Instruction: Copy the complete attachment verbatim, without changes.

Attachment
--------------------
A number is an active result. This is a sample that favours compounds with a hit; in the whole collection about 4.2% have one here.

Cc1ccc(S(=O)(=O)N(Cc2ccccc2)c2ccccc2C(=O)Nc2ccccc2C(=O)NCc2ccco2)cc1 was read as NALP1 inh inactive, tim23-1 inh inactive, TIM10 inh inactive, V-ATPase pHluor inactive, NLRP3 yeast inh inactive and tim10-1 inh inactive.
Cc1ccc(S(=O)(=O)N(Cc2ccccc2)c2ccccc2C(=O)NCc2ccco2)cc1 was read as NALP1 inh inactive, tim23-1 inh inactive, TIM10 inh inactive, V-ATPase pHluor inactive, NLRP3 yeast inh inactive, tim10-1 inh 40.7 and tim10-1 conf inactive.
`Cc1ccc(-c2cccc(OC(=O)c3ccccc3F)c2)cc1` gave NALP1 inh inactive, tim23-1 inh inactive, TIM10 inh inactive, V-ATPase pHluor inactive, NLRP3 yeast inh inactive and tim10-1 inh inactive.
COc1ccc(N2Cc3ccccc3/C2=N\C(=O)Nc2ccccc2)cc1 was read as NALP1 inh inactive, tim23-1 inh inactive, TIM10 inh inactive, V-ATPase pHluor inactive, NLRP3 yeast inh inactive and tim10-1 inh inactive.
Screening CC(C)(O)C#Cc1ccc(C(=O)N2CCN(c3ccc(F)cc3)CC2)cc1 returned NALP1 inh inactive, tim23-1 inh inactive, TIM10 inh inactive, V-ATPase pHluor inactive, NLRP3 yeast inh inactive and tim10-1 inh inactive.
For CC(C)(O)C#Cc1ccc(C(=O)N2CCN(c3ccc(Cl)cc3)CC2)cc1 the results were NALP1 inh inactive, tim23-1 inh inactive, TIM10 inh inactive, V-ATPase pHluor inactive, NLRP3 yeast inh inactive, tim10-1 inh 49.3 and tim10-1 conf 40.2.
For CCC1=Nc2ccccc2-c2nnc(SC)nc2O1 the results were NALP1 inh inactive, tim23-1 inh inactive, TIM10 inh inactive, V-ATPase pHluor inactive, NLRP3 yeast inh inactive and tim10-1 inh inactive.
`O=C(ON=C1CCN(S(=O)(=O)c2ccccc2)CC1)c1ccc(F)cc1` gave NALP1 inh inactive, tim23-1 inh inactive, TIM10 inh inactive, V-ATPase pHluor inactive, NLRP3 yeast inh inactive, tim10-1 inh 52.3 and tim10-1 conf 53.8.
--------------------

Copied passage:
A number is an active result. This is a sample that favours compounds with a hit; in the whole collection about 4.2% have one here.

Cc1ccc(S(=O)(=O)N(Cc2ccccc2)c2ccccc2C(=O)Nc2ccccc2C(=O)NCc2ccco2)cc1 was read as NALP1 inh inactive, tim23-1 inh inactive, TIM10 inh inactive, V-ATPase pHluor inactive, NLRP3 yeast inh inactive and tim10-1 inh inactive.
Cc1ccc(S(=O)(=O)N(Cc2ccccc2)c2ccccc2C(=O)NCc2ccco2)cc1 was read as NALP1 inh inactive, tim23-1 inh inactive, TIM10 inh inactive, V-ATPase pHluor inactive, NLRP3 yeast inh inactive, tim10-1 inh 40.7 and tim10-1 conf inactive.
`Cc1ccc(-c2cccc(OC(=O)c3ccccc3F)c2)cc1` gave NALP1 inh inactive, tim23-1 inh inactive, TIM10 inh inactive, V-ATPase pHluor inactive, NLRP3 yeast inh inactive and tim10-1 inh inactive.
COc1ccc(N2Cc3ccccc3/C2=N\C(=O)Nc2ccccc2)cc1 was read as NALP1 inh inactive, tim23-1 inh inactive, TIM10 inh inactive, V-ATPase pHluor inactive, NLRP3 yeast inh inactive and tim10-1 inh inactive.
Screening CC(C)(O)C#Cc1ccc(C(=O)N2CCN(c3ccc(F)cc3)CC2)cc1 returned NALP1 inh inactive, tim23-1 inh inactive, TIM10 inh inactive, V-ATPase pHluor inactive, NLRP3 yeast inh inactive and tim10-1 inh inactive.
For CC(C)(O)C#Cc1ccc(C(=O)N2CCN(c3ccc(Cl)cc3)CC2)cc1 the results were NALP1 inh inactive, tim23-1 inh inactive, TIM10 inh inactive, V-ATPase pHluor inactive, NLRP3 yeast inh inactive, tim10-1 inh 49.3 and tim10-1 conf 40.2.
For CCC1=Nc2ccccc2-c2nnc(SC)nc2O1 the results were NALP1 inh inactive, tim23-1 inh inactive, TIM10 inh inactive, V-ATPase pHluor inactive, NLRP3 yeast inh inactive and tim10-1 inh inactive.
`O=C(ON=C1CCN(S(=O)(=O)c2ccccc2)CC1)c1ccc(F)cc1` gave NALP1 inh inactive, tim23-1 inh inactive, TIM10 inh inactive, V-ATPase pHluor inactive, NLRP3 yeast inh inactive, tim10-1 inh 52.3 and tim10-1 conf 53.8.